Senate confirms Betsy DeVos as education secretary following historic tie-breaking vote. (Al Drago/The New York Times)

Minnesota’s two U.S. senators cast their votes against President Donald Trump’s pick for education secretary, Betsy DeVos. DeVos was confirmed in the tightest vote in history for a cabinet nominee, with Vice President Mike Pence casting the first-ever tie-breaking vote. 

50 Republican senators voted in favor of DeVos, and 50 senators — the Democrats, Independents and two Republicans — voted against her confirmation.

DeVos has faced sharp criticism from Minnesota education advocates who say the Michigan billionaire lacks the experience to lead the Department of Education.

She has supported voucher programs that use public money to finance privately-run schools. Others back her for her stance on school choice.

Senate Democrats spent the last 24 hours debating DeVos’s confirmation in the hopes of swaying Republican votes.

Minnesota’s senators Al Franken and Amy Klobuchar, D-Minn., gave DeVos a “no” vote.

Following the vote, Klobuchar expressed concern in a statement that DeVos does not share the value of high-quality education. Klobuchar said DeVos’s comments during her hearing suggest that the education secretary pick does not support protections offered to students under the Disabilities Education Act.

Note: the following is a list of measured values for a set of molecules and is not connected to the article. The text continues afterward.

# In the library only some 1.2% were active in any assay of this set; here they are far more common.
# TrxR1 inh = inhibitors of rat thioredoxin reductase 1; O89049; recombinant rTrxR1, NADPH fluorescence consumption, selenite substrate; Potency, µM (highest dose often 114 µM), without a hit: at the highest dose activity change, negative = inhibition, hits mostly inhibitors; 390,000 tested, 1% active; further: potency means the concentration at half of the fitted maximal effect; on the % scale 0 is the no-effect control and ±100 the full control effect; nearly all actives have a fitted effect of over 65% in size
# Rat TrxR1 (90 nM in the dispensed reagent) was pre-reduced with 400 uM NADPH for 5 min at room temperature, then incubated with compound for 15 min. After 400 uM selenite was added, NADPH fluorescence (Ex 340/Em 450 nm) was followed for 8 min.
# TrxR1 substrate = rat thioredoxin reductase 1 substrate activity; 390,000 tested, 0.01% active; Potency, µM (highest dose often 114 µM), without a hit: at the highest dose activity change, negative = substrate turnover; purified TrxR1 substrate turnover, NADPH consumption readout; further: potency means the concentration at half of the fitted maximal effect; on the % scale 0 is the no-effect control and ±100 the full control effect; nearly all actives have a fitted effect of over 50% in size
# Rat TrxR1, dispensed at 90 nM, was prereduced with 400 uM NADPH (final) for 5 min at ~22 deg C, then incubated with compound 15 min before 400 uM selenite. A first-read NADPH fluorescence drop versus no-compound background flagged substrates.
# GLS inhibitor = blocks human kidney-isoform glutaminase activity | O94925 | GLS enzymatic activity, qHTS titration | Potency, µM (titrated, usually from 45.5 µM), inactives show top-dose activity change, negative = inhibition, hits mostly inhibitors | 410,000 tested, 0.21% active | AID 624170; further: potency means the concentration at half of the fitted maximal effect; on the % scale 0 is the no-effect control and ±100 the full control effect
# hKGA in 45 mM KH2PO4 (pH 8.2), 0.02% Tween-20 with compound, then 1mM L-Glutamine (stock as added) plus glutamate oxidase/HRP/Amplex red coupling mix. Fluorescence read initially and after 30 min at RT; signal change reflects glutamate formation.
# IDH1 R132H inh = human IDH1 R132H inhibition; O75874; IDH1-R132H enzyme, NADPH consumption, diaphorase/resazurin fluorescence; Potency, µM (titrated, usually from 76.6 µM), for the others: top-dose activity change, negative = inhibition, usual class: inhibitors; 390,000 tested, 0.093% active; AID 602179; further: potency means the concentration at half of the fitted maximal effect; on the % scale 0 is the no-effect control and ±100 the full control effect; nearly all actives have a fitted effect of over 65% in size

“Now that she has been confirmed, it is important that we hold Ms. DeVos accountable in upholding the value of education for all students,” she said in a statement.

Franken said in a statement Tuesday that education secretary isn’t “a job for amateurs who don’t know the first thing about education.”

“I voted against the nomination of Betsy DeVos, a billionaire Republican donor, because she is the most incompetent cabinet-level nominee I have ever seen,” he said in the statement.

Some Minnesotans cheered DeVos’s confirmation, like Kim Crockett, who serves roles including vice president at conservative Minnesota think tank Center of the American Experiment.

“DeVos will introduce competition and new ideas desperately needed in public education,” Crockett said in a statement from the group.

Crockett added in a phone interview that the education department won't be glad to see DeVos, and DeVos will have to battle “well-funded opponents.”